Thrombectomy With Export Catheter in Infarct-Related Artery During Primary Percutaneous Coronary Intervention - EXPIRA
The goal of the trial was to evaluate thrombus aspiration during primary percutaneous coronary intervention (PCI) compared with PCI alone in patients with ST-elevation myocardial infarction (STEMI).
Thrombus aspiration during primary PCI will be more effective in improving myocardial perfusion and reducing infarct size.
Patients Screened: 256
Patients Enrolled: 175
Mean Follow Up: 9 months
Mean Patient Age: 65 years
Mean Ejection Fraction: 41%
- STEMI with 9 hours from symptom onset
- Culprit vessel at least 2.5 mm diameter
- Thrombus score at least 3
- TIMI flow 0 or 1 in culprit vessel
- Age at least 18 years
- Previous intervention in the culprit vessel
- Prior coronary artery bypass grafting
- Cardiogenic shock
- Left main disease or three-vessel disease
- Severe valvular heart disease
- Use of thrombolysis
- Contraindication to a glycoprotein IIb/IIIa inhibitor
- Myocardial blush grade 2 or 3
- 90-minute ST-segment resolution of at least 70%
- Extent of microvascular obstruction
- Infarct size
Patients with STEMI were randomized to thrombus aspiration with the Export catheter during primary PCI (n = 88) or PCI alone (n = 87).
Contrast-enhanced magnetic resonance imaging was performed on a subset of anterior STEMI patients during the acute phase at 3-5 days and again at 3 months.
Patients received aspirin 300 mg, clopidogrel 300 mg, intravenous heparin, and abciximab.
Overall, 175 patients were randomized. The mean age of participants was 65 years, 40% were female, mean left ventricular ejection fraction (LVEF) was 41%, and the time from symptoms until reperfusion was 6.1 hours. Direct stenting was performed in 76.2% of the thrombectomy group versus 2.3% of the PCI alone group (p = 0.0001). Drug-eluting stents were used in 58.3%, and bare-metal stents were used in 41.7%.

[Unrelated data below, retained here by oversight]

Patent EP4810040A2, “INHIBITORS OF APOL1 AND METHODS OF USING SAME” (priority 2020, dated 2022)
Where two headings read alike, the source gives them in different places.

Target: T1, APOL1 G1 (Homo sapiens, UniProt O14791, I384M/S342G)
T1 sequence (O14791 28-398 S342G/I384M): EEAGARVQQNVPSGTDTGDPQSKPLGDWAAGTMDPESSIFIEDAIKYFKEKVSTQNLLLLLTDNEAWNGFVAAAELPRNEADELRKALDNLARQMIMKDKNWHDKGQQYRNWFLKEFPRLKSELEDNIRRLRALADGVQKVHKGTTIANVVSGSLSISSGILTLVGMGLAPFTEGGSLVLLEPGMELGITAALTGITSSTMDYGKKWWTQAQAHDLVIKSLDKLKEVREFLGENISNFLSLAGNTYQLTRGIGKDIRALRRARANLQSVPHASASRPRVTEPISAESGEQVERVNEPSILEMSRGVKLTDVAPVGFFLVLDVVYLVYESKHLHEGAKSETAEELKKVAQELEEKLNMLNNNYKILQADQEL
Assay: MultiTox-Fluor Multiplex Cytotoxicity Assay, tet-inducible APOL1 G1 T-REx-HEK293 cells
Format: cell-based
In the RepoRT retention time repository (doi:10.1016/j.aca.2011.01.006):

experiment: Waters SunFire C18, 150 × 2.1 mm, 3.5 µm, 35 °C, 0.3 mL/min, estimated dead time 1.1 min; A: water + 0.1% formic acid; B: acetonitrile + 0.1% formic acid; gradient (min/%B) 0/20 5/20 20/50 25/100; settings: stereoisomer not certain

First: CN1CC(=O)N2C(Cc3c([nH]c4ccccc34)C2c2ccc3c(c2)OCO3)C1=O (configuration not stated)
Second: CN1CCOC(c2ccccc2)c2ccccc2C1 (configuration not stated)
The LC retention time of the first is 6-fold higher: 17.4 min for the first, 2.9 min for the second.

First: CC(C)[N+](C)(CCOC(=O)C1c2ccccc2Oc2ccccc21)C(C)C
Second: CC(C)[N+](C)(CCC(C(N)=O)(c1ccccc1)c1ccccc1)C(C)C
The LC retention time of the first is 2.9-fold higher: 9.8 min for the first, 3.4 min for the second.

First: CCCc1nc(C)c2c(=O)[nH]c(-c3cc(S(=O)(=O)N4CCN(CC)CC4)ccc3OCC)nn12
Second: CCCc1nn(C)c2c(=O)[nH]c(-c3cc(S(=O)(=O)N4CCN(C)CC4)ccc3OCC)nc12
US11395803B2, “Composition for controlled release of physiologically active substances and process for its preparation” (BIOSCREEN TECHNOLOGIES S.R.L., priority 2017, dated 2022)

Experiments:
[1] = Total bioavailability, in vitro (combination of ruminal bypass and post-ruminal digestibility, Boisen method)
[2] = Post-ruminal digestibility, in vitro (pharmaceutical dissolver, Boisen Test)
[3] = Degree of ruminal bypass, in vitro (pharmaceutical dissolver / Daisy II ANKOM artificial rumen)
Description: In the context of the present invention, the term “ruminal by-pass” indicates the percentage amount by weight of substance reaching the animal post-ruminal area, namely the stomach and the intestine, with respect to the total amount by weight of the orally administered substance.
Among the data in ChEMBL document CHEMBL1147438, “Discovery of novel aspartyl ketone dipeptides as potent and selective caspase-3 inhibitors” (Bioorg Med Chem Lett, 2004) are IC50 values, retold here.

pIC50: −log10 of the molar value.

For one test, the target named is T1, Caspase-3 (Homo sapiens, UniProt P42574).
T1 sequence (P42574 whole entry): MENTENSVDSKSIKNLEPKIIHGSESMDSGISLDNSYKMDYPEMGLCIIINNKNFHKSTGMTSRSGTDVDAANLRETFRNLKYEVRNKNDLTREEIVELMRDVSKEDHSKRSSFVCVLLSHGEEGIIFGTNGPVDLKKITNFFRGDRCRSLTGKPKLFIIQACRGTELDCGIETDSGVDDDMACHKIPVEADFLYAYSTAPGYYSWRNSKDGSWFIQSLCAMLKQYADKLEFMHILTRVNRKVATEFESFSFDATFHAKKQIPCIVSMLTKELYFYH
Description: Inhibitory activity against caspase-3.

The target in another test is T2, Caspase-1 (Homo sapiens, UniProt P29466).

The incidence of the first co-primary endpoint, myocardial blush grade 2 or 3, occurred in 88.6% of the thrombectomy group versus 59.8% of the PCI alone group (p < 0.0001). The incidence of the second co-primary endpoint, ST-segment resolution of at least 70%, occurred in 63.6% of the thrombectomy group versus 39.1% of the PCI alone group (p = 0.001).
In the acute phase, microvascular obstruction occurred in 31.5% versus 72.9% (p = 0.0005), respectively. At 3 months, infarct size was 9% versus 11% (p = 0.2) and LVEF was 49.0% versus 46.7% (p = 0.3), respectively. At 9 months, cardiovascular death occurred in 0% of the thrombectomy group versus 4.6% of the PCI alone group (p = 0.02).
Among patients with STEMI, thrombus aspiration during primary PCI is beneficial at improving myocardial blush grade and ST-segment resolution. Although there was reduced microvascular obstruction during the acute phase with thrombectomy, at 3 months, infarct size and LVEF were similar between the groups. Cardiovascular death was observed less frequently in the thrombectomy group at 9 months. Thrombectomy allows for more direct stenting, which may partly explain the beneficial findings of this approach.
This study is limited by small sample size. Also, outcomes of reperfusion (myocardial blush grade and ST-segment resolution) were not assessed in a blinded fashion. However, the findings of EXPIRA complement the TAPAS trial (Svilaas T, et al. N Engl J Med 2008;358:557-67) and recent meta-analysis (Bavry AA, et al. Eur Heart J 2008;29:2989-3001), which document a reduction in clinical outcomes with thrombectomy prior to primary PCI.
Sardella G, Mancone M, Bucciarelli-Ducci C, et al. Thrombus aspiration during primary percutaneous coronary intervention improves myocardial reperfusion and reduces infarct size. The EXPIRA (thrombectomy with EXPort catheter in Infarct Related Artery during primary percutaneous coronary intervention) prospective, randomized trial. J Am Coll Cardiol 2009;53:309-15.
Keywords: Complement System Proteins, Myocardial Infarction, Metals, Thrombosis, Drug-Eluting Stents, Thrombectomy, Stroke Volume, Magnetic Resonance Imaging, Percutaneous Coronary Intervention
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